Download the PDF files:
  1. Use Chrome to visit the link.
  2. Tap the zip file to download, then extract its contents using a file manager app.
Add PDF files to a PDF reader app:
  1. Open the file manager.
  2. Locate and open a PDF file with your preferred PDF reader app.
Use text-to-speech features:
  1. Download a text-to-speech app like Voice Aloud Reader or explore the latest options on Google Play Store.
  2. Open the app, grant permissions, and choose a PDF file to listen to.
  3. Alternatively, use the built-in text-to-speech feature in Accessibility settings, if available on your Android device.
Listen to PDFs using Microsoft Edge or Adobe Acrobat Reader:
  1. Open Microsoft Edge or Adobe Acrobat Reader.
  2. Open the PDF file.
  3. In Edge, click the book with speaker icon; in Acrobat Reader, find the read-aloud option in the View menu.
  4. Select "Read Aloud" and use the controls to manage playback.
  5. Adjust reading speed and voice in "Voice options."
  6. Stop the reading with the "X" button in the control bar.
Note: The "Read Aloud" feature is optimized for text-based PDFs and might not work as expected with PDFs composed of scanned images.
Soh Wei Yu
Also posted this recently in AtR Blog:
John, Yin Ling and I enjoyed some writings I shared from Soto Zen teacher Anzan Hoshin Roshi, who is also Ven Jinmyo Osho's teacher.
Here's an excerpt from his book Intimate Reality which you can purchase from
SEVEN: Seamlessness
“When the ten thousand dharmas move forward and practice and realize the self, this is awakening.”
Just for this moment: be right where you are, be just as you are. Release all of this pushing and pulling, this subject and object. Don’t fall into pushing against the pushing to get rid of it. Simply don’t push. Just sit. Release this pushing and pulling even slightly, for just one moment, and you will find that something begins to happen. The moment begins to exert itself as the sights and sounds, touch and taste, smells and thoughts and feelings.
You will discover that seeing has its own intelligence which presents itself as the green of leaves, the grey and blue and white of the clouds, the vast blue of the sky. Hearing has its own intelligence. All of the senses are open and the body is alive and knowing itself as the world.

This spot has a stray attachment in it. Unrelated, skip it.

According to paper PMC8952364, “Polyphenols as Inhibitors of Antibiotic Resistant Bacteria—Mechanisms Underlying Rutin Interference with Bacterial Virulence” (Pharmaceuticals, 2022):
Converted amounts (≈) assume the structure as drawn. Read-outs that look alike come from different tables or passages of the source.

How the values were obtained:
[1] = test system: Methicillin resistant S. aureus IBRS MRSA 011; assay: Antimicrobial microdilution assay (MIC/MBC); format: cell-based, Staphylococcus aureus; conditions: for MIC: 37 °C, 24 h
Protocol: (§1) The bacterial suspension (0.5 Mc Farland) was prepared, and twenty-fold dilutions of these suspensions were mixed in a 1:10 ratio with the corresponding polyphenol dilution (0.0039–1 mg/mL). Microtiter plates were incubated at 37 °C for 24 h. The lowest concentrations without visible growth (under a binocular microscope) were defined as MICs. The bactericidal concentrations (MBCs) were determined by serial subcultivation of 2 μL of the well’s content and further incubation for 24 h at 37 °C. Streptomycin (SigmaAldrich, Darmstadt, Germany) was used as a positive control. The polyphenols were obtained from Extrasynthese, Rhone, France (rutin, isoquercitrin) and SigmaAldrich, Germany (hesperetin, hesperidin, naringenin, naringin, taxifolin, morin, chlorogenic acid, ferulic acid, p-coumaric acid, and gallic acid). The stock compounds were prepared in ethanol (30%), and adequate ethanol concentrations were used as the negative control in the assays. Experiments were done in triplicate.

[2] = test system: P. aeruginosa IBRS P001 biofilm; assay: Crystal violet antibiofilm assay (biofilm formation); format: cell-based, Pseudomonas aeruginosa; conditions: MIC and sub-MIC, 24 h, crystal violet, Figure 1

Stand up and take a step. Another step. Each step exerts itself completely and then is gone. The moment exerts itself completely and then is gone, without a trace. There is no trace of that step in this step. There is just this step. There is just hearing, just seeing, just knowing. The ten thousand dharmas exert themselves completely and without effort.
You can grasp at whatever you want to, but there is nowhere that anything is separate from you so that you can take hold of it. Everything arises within the seamlessness of experience. If we enter yet further into this moment and enter directly into the exertion of these ten thousand dharmas, enter directly into how Awareness displays itself as what it is aware of, then something else begins to make itself clear. There aren’t “ten thousand” dharmas. There isn’t even “one” dharma either. There’s just this. This is the moment of dropping body and mind.
Well, where are these “bodies” and “minds” now? Someone, please, show me your body. How would you know about the body if not through the mind? The “body” is perceived by the mind. Is there an itch? A colour? A sound? You look at your hands, you move your thumb, wiggle your fingers. These are all just perceptions arising, dwelling and decaying. Your “body” is all in the mind. Now, where is this “mind”? There is this seeing, hearing, touching, tasting, smelling, thinking and feeling — but where is the “mind”? Someone, please, show me your mind.
When there is no separation, no distance to be closed between yourself and your experience, then where are you? The sound of a hammer, the sound of your breath. When there is just this there is no room for a body, no mind, no time, no space. There is just Open Luminosity which can sometimes look like a body, a mind. Everything is released, everything is dropped, everything rises up as it is, everything leaps into and out of itself. In this moment is the arising of all world-systems, in this moment is the vanishing of all world-systems.
Labels: Anatta, Zen, Zen Master Anzan Hoshin Roshi, Zen Master Dogen |
Intimate Reality | White Wind Zen Community
Intimate Reality | White Wind Zen Community
Intimate Reality | White Wind Zen Community
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Soh Wei Yu
I want to compile all of Ven Jinmyo Osho's teachings from website's articles into a pdf file too. If someone wants to volunteer please do so, otherwise will have to wait until I find time